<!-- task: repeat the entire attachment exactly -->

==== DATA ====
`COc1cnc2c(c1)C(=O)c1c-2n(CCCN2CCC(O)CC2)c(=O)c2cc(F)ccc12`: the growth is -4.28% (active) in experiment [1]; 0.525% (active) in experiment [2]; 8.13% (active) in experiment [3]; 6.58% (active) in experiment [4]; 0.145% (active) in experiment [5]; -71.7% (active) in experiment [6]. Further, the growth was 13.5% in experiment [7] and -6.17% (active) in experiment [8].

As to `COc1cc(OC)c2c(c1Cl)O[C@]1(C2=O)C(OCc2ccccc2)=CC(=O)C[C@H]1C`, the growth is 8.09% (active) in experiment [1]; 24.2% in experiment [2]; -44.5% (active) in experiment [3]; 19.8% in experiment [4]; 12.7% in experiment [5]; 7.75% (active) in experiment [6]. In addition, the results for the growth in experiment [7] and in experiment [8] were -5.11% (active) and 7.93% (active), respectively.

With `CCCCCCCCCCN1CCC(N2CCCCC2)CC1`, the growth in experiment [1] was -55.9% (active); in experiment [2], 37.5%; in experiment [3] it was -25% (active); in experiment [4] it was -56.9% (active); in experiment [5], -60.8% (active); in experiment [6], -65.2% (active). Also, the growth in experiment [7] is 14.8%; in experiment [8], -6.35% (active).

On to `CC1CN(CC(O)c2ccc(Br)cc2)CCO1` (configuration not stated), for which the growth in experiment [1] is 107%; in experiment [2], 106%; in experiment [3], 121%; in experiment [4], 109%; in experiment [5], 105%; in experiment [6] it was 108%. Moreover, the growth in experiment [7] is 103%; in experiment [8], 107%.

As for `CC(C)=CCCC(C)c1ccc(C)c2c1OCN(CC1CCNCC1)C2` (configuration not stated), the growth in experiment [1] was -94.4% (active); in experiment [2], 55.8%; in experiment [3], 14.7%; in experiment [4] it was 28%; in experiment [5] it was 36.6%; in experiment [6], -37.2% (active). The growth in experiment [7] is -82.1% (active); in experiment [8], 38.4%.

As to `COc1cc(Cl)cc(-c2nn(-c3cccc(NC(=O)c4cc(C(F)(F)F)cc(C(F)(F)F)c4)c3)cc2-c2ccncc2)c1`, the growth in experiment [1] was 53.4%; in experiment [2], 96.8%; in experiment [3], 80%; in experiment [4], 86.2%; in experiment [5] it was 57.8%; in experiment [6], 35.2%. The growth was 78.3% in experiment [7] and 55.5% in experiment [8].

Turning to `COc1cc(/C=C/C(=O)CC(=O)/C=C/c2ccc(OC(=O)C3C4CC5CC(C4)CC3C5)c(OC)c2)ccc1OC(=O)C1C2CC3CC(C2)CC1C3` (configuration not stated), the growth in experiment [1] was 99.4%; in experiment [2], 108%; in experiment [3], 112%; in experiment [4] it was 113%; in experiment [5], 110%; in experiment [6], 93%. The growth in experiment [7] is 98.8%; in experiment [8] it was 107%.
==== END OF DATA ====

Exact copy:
`COc1cnc2c(c1)C(=O)c1c-2n(CCCN2CCC(O)CC2)c(=O)c2cc(F)ccc12`: the growth is -4.28% (active) in experiment [1]; 0.525% (active) in experiment [2]; 8.13% (active) in experiment [3]; 6.58% (active) in experiment [4]; 0.145% (active) in experiment [5]; -71.7% (active) in experiment [6]. Further, the growth was 13.5% in experiment [7] and -6.17% (active) in experiment [8].

As to `COc1cc(OC)c2c(c1Cl)O[C@]1(C2=O)C(OCc2ccccc2)=CC(=O)C[C@H]1C`, the growth is 8.09% (active) in experiment [1]; 24.2% in experiment [2]; -44.5% (active) in experiment [3]; 19.8% in experiment [4]; 12.7% in experiment [5]; 7.75% (active) in experiment [6]. In addition, the results for the growth in experiment [7] and in experiment [8] were -5.11% (active) and 7.93% (active), respectively.

With `CCCCCCCCCCN1CCC(N2CCCCC2)CC1`, the growth in experiment [1] was -55.9% (active); in experiment [2], 37.5%; in experiment [3] it was -25% (active); in experiment [4] it was -56.9% (active); in experiment [5], -60.8% (active); in experiment [6], -65.2% (active). Also, the growth in experiment [7] is 14.8%; in experiment [8], -6.35% (active).

On to `CC1CN(CC(O)c2ccc(Br)cc2)CCO1` (configuration not stated), for which the growth in experiment [1] is 107%; in experiment [2], 106%; in experiment [3], 121%; in experiment [4], 109%; in experiment [5], 105%; in experiment [6] it was 108%. Moreover, the growth in experiment [7] is 103%; in experiment [8], 107%.

As for `CC(C)=CCCC(C)c1ccc(C)c2c1OCN(CC1CCNCC1)C2` (configuration not stated), the growth in experiment [1] was -94.4% (active); in experiment [2], 55.8%; in experiment [3], 14.7%; in experiment [4] it was 28%; in experiment [5] it was 36.6%; in experiment [6], -37.2% (active). The growth in experiment [7] is -82.1% (active); in experiment [8], 38.4%.

As to `COc1cc(Cl)cc(-c2nn(-c3cccc(NC(=O)c4cc(C(F)(F)F)cc(C(F)(F)F)c4)c3)cc2-c2ccncc2)c1`, the growth in experiment [1] was 53.4%; in experiment [2], 96.8%; in experiment [3], 80%; in experiment [4], 86.2%; in experiment [5] it was 57.8%; in experiment [6], 35.2%. The growth was 78.3% in experiment [7] and 55.5% in experiment [8].

Turning to `COc1cc(/C=C/C(=O)CC(=O)/C=C/c2ccc(OC(=O)C3C4CC5CC(C4)CC3C5)c(OC)c2)ccc1OC(=O)C1C2CC3CC(C2)CC1C3` (configuration not stated), the growth in experiment [1] was 99.4%; in experiment [2], 108%; in experiment [3], 112%; in experiment [4] it was 113%; in experiment [5], 110%; in experiment [6], 93%. The growth in experiment [7] is 98.8%; in experiment [8] it was 107%.